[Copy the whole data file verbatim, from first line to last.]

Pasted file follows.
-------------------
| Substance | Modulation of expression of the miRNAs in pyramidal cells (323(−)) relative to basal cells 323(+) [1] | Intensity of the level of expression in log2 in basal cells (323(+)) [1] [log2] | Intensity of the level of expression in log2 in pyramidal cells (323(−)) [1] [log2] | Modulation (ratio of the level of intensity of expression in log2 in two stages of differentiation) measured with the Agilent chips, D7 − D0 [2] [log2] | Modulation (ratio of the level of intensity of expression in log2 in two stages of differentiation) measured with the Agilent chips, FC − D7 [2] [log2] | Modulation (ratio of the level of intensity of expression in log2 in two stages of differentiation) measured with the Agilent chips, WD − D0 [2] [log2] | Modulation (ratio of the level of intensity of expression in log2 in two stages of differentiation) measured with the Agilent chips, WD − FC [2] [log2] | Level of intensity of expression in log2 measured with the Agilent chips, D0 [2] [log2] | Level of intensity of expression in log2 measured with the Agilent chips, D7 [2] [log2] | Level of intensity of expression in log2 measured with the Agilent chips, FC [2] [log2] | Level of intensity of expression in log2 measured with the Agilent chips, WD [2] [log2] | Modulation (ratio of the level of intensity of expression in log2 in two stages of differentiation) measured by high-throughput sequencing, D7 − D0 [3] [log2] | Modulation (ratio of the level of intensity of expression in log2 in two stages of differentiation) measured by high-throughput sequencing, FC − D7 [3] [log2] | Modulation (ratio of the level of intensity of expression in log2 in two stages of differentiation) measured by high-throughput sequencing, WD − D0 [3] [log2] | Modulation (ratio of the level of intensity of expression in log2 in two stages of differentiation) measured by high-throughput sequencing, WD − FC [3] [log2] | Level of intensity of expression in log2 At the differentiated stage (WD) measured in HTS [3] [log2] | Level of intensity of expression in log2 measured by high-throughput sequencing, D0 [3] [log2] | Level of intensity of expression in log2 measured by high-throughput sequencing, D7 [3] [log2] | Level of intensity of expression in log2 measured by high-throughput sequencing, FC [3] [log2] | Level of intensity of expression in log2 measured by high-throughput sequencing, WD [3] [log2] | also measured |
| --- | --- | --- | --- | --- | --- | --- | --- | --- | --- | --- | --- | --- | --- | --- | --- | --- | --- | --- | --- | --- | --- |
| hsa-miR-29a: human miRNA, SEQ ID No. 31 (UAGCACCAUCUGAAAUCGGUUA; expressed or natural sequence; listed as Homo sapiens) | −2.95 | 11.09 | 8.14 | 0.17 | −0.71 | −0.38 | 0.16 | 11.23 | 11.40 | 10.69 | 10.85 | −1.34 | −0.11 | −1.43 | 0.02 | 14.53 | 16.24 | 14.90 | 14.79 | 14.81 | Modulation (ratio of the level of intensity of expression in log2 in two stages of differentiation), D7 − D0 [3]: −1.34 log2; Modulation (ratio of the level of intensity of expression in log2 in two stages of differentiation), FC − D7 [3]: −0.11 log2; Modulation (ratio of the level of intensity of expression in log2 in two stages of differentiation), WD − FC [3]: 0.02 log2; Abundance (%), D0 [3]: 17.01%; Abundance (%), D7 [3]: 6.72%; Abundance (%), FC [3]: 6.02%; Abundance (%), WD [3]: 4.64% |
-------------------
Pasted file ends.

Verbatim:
| Substance | Modulation of expression of the miRNAs in pyramidal cells (323(−)) relative to basal cells 323(+) [1] | Intensity of the level of expression in log2 in basal cells (323(+)) [1] [log2] | Intensity of the level of expression in log2 in pyramidal cells (323(−)) [1] [log2] | Modulation (ratio of the level of intensity of expression in log2 in two stages of differentiation) measured with the Agilent chips, D7 − D0 [2] [log2] | Modulation (ratio of the level of intensity of expression in log2 in two stages of differentiation) measured with the Agilent chips, FC − D7 [2] [log2] | Modulation (ratio of the level of intensity of expression in log2 in two stages of differentiation) measured with the Agilent chips, WD − D0 [2] [log2] | Modulation (ratio of the level of intensity of expression in log2 in two stages of differentiation) measured with the Agilent chips, WD − FC [2] [log2] | Level of intensity of expression in log2 measured with the Agilent chips, D0 [2] [log2] | Level of intensity of expression in log2 measured with the Agilent chips, D7 [2] [log2] | Level of intensity of expression in log2 measured with the Agilent chips, FC [2] [log2] | Level of intensity of expression in log2 measured with the Agilent chips, WD [2] [log2] | Modulation (ratio of the level of intensity of expression in log2 in two stages of differentiation) measured by high-throughput sequencing, D7 − D0 [3] [log2] | Modulation (ratio of the level of intensity of expression in log2 in two stages of differentiation) measured by high-throughput sequencing, FC − D7 [3] [log2] | Modulation (ratio of the level of intensity of expression in log2 in two stages of differentiation) measured by high-throughput sequencing, WD − D0 [3] [log2] | Modulation (ratio of the level of intensity of expression in log2 in two stages of differentiation) measured by high-throughput sequencing, WD − FC [3] [log2] | Level of intensity of expression in log2 At the differentiated stage (WD) measured in HTS [3] [log2] | Level of intensity of expression in log2 measured by high-throughput sequencing, D0 [3] [log2] | Level of intensity of expression in log2 measured by high-throughput sequencing, D7 [3] [log2] | Level of intensity of expression in log2 measured by high-throughput sequencing, FC [3] [log2] | Level of intensity of expression in log2 measured by high-throughput sequencing, WD [3] [log2] | also measured |
| --- | --- | --- | --- | --- | --- | --- | --- | --- | --- | --- | --- | --- | --- | --- | --- | --- | --- | --- | --- | --- | --- |
| hsa-miR-29a: human miRNA, SEQ ID No. 31 (UAGCACCAUCUGAAAUCGGUUA; expressed or natural sequence; listed as Homo sapiens) | −2.95 | 11.09 | 8.14 | 0.17 | −0.71 | −0.38 | 0.16 | 11.23 | 11.40 | 10.69 | 10.85 | −1.34 | −0.11 | −1.43 | 0.02 | 14.53 | 16.24 | 14.90 | 14.79 | 14.81 | Modulation (ratio of the level of intensity of expression in log2 in two stages of differentiation), D7 − D0 [3]: −1.34 log2; Modulation (ratio of the level of intensity of expression in log2 in two stages of differentiation), FC − D7 [3]: −0.11 log2; Modulation (ratio of the level of intensity of expression in log2 in two stages of differentiation), WD − FC [3]: 0.02 log2; Abundance (%), D0 [3]: 17.01%; Abundance (%), D7 [3]: 6.72%; Abundance (%), FC [3]: 6.02%; Abundance (%), WD [3]: 4.64% |